Clearly, "Simpson" critics were not pleased. So finally, on April 24, Azaria addressed the issue as a guest on "The Late Show."

It went much better.

Speaking with Stephen Colbert, Azaria said his "eyes have been opened" to the problem with Apu.

He continued:

"I think the most important thing is that we have to listen to South Asian people, Indian people, in this country when they talk about what they feel and how they think about this character, and what their American experience of it has been."

The actor called for more artists of South Asian descent to have a seat at the writers' table for shows like "The Simpsons" so that characters like Apu are shaped by those who've actually lived similar experiences, and noted that he's open to evolving or ending his work on the show, if it's decided that's what's best.

"I'm perfectly willing and happy to step aside or help transition [Apu] into something new," Azaria said. "I really hope that's what 'The Simpsons' does. It not only makes sense, but it just feels like the right thing to do to me."

Like I said: This isn't a story about an actor forced to apologize for being un-P.C. It's a story about an actor understanding exactly how his character exacerbates a bigger cultural problem.

Characters like Apu are not only steeped in harmful, inaccurate stereotypes, but they're often the only depictions of marginalized groups many white Americans see on TV. If "The Simpsons" had featured other prominent South Asian characters in its nearly three decades of fictional storylines, the problem with Apu would be far less scarring to fans like Kondabolu. (He's not calling for Apu to be scrubbed from past episodes, by the way.)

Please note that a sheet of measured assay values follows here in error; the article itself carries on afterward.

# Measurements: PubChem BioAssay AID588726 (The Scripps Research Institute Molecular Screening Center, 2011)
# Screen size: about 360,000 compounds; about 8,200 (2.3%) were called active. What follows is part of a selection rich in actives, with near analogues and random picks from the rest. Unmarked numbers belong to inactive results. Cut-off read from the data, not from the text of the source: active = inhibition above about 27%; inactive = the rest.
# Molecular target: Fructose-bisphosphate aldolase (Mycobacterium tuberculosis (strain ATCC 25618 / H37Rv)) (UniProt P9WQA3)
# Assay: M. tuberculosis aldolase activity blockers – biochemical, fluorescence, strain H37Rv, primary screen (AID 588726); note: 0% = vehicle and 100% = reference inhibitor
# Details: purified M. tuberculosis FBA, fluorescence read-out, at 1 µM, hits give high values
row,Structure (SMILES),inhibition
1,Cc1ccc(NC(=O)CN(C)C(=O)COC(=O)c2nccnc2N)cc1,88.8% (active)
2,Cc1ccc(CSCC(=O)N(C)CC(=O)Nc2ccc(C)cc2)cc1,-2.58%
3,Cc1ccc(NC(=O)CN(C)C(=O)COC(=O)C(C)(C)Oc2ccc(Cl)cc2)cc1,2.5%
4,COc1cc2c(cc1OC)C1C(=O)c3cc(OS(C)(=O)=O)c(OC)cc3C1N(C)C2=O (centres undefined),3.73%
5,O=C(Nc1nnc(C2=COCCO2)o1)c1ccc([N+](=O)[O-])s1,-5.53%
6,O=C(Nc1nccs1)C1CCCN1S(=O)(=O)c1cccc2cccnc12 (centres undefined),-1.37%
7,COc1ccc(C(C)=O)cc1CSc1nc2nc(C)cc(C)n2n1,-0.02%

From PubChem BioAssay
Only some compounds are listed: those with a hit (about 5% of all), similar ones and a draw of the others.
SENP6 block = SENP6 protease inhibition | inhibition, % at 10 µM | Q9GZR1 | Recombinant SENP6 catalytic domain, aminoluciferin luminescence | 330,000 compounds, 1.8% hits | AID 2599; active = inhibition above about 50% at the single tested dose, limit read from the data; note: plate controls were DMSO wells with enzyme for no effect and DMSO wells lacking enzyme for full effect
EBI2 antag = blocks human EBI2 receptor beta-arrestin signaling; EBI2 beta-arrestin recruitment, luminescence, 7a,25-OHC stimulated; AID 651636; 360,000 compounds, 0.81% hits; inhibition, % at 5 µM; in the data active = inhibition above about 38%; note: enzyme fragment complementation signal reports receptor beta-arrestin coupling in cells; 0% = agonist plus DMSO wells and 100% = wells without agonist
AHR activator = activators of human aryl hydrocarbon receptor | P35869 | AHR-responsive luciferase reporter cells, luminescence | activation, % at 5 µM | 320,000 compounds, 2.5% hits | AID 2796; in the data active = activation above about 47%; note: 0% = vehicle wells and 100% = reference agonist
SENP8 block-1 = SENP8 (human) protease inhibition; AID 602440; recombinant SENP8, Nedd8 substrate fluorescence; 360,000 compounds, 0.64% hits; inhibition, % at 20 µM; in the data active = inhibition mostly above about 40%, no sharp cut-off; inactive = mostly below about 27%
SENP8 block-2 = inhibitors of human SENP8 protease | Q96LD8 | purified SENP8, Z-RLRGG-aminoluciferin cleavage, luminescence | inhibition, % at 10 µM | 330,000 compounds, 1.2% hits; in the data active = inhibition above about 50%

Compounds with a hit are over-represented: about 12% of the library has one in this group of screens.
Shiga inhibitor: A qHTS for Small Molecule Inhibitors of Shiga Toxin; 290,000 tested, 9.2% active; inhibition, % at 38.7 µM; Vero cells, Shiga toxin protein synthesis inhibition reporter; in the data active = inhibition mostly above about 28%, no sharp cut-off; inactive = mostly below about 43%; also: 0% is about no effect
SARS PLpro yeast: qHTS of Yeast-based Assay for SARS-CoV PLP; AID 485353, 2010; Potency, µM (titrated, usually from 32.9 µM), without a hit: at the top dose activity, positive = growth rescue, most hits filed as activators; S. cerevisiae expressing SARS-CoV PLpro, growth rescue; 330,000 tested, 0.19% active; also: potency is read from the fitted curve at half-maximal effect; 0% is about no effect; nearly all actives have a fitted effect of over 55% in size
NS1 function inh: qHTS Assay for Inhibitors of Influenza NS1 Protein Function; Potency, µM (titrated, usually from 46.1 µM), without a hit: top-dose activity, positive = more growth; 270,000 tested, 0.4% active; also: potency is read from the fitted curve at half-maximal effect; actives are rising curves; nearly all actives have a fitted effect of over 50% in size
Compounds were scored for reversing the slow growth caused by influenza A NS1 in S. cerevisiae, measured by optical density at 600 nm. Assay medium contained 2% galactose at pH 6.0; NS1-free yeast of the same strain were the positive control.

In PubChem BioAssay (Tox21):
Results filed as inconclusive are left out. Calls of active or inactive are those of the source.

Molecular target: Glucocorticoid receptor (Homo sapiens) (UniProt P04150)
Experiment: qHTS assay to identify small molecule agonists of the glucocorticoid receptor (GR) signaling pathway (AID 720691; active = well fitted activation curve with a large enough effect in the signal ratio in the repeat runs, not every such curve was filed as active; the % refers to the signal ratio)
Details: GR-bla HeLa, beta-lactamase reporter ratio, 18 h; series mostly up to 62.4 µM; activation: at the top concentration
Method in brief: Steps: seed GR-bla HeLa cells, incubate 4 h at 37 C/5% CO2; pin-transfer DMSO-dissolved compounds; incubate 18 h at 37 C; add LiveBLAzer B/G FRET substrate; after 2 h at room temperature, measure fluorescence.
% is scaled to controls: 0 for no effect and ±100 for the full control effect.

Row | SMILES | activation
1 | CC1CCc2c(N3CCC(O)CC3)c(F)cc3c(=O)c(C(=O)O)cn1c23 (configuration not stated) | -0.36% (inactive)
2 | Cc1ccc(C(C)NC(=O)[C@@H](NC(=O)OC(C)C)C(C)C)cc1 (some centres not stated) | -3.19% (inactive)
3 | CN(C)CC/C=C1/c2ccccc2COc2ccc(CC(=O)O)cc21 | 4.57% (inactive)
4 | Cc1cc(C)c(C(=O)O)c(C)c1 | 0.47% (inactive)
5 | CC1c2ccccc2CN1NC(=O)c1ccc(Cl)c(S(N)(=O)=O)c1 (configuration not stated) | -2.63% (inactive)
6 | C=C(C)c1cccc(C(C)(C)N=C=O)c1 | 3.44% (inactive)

“After a while, you’d watch 'The Simpsons' on a Sunday and you’d get a sense of how you’d be made fun of at school on Monday, based on what Apu did in the latest episode," the comedian told the BBC.

Apu's depiction really did have — and still has — real-world consequences.

Kondabolu, however, saw Azaria's interview with Colbert. And he's happy with how the comedian broached the topic.

Azaria's response to the controversy is an encouraging sign, but the problem with Apu remains.

So, until our TV screens reflect the real world we live in — where marginalized groups are portrayed both frequently and fairly — let's follow Kondabolu's lead and demand better of the shows we love.

All images provided by Bombas

We can all be part of the giving movement

True

We all know that small acts of kindness can turn into something big, but does that apply to something as small as a pair of socks?

Yes, it turns out. More than you might think.